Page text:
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Suggested Citation:"Chapter 3 - Synthesized Survey Results." National Academies of Sciences, Engineering, and Medicine. 2023. Airfield Apron and Ramp Surface Markings. Washington, DC: The National Academies Press. doi: 10.17226/26913.
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Suggested Citation:"Chapter 3 - Synthesized Survey Results." National Academies of Sciences, Engineering, and Medicine. 2023. Airfield Apron and Ramp Surface Markings. Washington, DC: The National Academies Press. doi: 10.17226/26913.
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Suggested Citation:"Chapter 3 - Synthesized Survey Results." National Academies of Sciences, Engineering, and Medicine. 2023. Airfield Apron and Ramp Surface Markings. Washington, DC: The National Academies Press. doi: 10.17226/26913.
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Suggested Citation:"Chapter 3 - Synthesized Survey Results." National Academies of Sciences, Engineering, and Medicine. 2023. Airfield Apron and Ramp Surface Markings. Washington, DC: The National Academies Press. doi: 10.17226/26913.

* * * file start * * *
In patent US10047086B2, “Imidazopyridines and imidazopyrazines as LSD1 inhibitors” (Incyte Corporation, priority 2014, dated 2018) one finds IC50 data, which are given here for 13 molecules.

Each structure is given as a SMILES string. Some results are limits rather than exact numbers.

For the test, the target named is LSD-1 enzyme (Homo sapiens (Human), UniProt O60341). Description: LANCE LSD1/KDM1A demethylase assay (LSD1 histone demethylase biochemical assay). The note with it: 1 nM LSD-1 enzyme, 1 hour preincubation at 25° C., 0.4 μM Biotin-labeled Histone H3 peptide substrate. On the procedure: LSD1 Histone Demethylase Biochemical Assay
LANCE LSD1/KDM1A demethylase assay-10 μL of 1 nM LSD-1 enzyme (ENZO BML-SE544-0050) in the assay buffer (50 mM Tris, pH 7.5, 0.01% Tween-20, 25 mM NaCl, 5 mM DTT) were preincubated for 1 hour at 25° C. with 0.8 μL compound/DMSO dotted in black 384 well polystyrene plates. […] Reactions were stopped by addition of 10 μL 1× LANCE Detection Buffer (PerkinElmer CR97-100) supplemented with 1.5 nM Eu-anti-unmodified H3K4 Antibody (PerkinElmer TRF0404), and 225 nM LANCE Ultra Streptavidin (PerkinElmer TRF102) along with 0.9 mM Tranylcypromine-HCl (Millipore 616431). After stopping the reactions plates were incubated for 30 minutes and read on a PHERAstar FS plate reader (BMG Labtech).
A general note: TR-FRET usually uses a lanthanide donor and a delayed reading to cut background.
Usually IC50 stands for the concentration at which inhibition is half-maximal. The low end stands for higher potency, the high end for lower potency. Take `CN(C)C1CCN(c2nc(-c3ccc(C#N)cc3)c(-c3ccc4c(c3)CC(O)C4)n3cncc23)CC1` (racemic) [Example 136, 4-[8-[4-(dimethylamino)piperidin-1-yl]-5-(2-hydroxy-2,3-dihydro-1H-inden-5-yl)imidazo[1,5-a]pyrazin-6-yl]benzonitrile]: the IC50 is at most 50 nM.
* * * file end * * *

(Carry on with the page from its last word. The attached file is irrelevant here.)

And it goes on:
×
Page 31
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Suggested Citation:"Chapter 3 - Synthesized Survey Results." National Academies of Sciences, Engineering, and Medicine. 2023. Airfield Apron and Ramp Surface Markings. Washington, DC: The National Academies Press. doi: 10.17226/26913.
×
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Suggested Citation:"Chapter 3 - Synthesized Survey Results." National Academies of Sciences, Engineering, and Medicine. 2023. Airfield Apron and Ramp Surface Markings. Washington, DC: The National Academies Press. doi: 10.17226/26913.